With the emergence of the global communications network, we can access, store, and transmit vast amounts of digital information, at absurdly low cost, and without apparent regard for geographic boundaries. This digital revolution raises fundamental questions about the content, and application, of existing legal rules to novel phenomena and transactions. This course explores some of the legal and policy issues that arise as more and more conduct migrates to the network, including questions about sovereignty and jurisdiction, the regulation of online "speech," and the control over information on the network (including questions about "privacy" interests that may attach to that information, and the ownership and protection of intellectual property rights in it). We will structure our examination of these issues around a number of conceptual themes that cut across specific areas of doctrine. This will enable us both to explore some jurisprudential and policy questions that apply broadly to a wide range of legal questions arising on the network, and to discuss the ways that the study of "cyberlaw" forces us to question and to re-examine some of the premises that underlie our thinking about the law, and the way that the law operates, in "realspace."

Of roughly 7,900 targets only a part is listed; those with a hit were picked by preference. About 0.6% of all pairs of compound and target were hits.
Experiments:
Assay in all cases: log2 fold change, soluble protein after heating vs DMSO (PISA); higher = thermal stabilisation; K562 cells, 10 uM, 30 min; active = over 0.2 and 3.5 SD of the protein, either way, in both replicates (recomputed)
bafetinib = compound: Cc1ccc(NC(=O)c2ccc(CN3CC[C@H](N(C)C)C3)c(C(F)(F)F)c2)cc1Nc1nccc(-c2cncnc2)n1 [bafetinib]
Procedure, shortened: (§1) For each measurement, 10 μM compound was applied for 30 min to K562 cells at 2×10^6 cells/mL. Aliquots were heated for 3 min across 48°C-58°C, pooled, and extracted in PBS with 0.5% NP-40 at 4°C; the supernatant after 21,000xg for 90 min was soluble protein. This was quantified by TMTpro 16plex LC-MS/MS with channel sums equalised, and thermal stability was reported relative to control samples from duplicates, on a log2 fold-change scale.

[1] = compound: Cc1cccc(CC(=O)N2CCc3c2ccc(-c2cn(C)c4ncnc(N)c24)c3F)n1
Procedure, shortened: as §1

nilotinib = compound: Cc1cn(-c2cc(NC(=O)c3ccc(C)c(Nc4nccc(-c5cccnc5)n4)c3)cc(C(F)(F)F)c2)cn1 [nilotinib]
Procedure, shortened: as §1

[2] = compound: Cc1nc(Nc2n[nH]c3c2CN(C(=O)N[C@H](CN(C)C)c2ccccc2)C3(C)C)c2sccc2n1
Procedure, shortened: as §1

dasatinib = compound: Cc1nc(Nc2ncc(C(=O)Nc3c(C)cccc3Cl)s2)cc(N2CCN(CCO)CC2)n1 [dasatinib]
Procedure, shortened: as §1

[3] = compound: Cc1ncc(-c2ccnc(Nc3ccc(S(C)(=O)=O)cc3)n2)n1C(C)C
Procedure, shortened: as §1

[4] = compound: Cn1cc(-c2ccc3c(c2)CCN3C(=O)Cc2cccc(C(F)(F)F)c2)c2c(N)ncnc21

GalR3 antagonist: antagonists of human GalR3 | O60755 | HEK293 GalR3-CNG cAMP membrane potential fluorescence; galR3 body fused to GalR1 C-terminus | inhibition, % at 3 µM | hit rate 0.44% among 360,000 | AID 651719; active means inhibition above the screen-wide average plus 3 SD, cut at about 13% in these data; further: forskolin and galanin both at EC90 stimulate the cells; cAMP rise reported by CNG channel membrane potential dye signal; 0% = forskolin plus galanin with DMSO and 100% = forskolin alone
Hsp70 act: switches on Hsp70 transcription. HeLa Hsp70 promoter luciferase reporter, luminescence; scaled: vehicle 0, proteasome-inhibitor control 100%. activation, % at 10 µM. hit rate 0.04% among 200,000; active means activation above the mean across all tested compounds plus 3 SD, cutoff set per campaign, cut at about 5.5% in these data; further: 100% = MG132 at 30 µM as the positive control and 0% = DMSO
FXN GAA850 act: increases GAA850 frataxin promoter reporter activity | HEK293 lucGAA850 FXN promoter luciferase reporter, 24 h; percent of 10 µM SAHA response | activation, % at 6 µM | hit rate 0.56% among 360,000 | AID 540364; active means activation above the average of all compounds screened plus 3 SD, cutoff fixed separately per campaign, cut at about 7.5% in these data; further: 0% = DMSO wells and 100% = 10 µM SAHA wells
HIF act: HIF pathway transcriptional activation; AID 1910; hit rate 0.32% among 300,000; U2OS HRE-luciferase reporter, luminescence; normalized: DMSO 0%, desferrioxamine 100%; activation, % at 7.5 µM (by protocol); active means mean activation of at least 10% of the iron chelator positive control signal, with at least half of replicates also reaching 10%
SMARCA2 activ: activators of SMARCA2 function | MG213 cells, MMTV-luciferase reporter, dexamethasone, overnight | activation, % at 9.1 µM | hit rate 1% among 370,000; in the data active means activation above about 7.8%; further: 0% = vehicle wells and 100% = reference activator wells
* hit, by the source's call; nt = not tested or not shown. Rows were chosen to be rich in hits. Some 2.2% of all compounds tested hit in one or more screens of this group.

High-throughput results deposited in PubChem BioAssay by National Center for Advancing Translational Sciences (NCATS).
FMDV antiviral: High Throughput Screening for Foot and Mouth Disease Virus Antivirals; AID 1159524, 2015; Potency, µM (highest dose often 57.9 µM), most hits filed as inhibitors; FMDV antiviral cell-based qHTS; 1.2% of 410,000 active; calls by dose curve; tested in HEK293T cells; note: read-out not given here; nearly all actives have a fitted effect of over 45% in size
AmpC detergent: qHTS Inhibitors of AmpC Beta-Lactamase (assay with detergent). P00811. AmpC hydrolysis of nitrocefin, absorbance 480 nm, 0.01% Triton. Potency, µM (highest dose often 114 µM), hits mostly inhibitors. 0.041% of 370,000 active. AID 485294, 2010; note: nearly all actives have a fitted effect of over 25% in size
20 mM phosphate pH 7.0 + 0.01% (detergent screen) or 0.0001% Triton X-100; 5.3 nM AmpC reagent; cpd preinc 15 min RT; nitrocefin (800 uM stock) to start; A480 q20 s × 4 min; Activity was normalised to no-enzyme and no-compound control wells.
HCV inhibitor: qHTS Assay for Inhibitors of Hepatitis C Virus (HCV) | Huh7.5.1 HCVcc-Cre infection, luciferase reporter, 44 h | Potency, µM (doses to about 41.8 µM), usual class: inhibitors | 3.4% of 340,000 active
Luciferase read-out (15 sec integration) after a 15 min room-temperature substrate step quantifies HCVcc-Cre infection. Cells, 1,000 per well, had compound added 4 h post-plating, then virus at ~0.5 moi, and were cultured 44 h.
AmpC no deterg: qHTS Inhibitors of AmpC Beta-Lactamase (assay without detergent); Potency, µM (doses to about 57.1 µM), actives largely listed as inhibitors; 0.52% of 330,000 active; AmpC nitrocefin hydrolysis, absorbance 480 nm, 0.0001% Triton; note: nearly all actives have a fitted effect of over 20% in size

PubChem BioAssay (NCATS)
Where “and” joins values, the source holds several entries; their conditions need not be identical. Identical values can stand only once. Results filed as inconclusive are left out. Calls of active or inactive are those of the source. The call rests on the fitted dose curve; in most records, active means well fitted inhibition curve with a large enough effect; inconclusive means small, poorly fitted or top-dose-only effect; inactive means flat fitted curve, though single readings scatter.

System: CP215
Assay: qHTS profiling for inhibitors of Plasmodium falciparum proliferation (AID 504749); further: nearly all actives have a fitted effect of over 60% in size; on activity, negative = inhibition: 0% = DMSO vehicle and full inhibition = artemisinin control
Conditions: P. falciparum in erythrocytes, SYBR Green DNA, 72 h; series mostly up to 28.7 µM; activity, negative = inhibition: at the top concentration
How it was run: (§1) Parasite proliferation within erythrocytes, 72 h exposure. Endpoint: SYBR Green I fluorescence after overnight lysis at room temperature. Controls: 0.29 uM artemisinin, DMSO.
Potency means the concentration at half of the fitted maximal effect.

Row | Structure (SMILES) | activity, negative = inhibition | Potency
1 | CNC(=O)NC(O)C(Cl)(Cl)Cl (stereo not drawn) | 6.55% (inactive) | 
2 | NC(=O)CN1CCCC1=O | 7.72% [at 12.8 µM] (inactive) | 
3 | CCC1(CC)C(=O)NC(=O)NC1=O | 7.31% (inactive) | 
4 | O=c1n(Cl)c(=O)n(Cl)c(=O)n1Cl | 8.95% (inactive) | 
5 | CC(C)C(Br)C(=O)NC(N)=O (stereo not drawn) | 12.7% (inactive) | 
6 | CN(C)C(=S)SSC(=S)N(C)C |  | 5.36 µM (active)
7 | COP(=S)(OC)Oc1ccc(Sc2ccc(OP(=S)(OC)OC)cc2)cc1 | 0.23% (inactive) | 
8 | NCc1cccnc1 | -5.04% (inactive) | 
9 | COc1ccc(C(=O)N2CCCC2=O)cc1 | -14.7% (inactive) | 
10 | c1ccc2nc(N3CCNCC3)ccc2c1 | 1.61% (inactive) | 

Please note that course organization and content may vary substantially from semester to semester and descriptions are not necessarily professor specific. Please contact the instructor directly if you have particular course-related questions.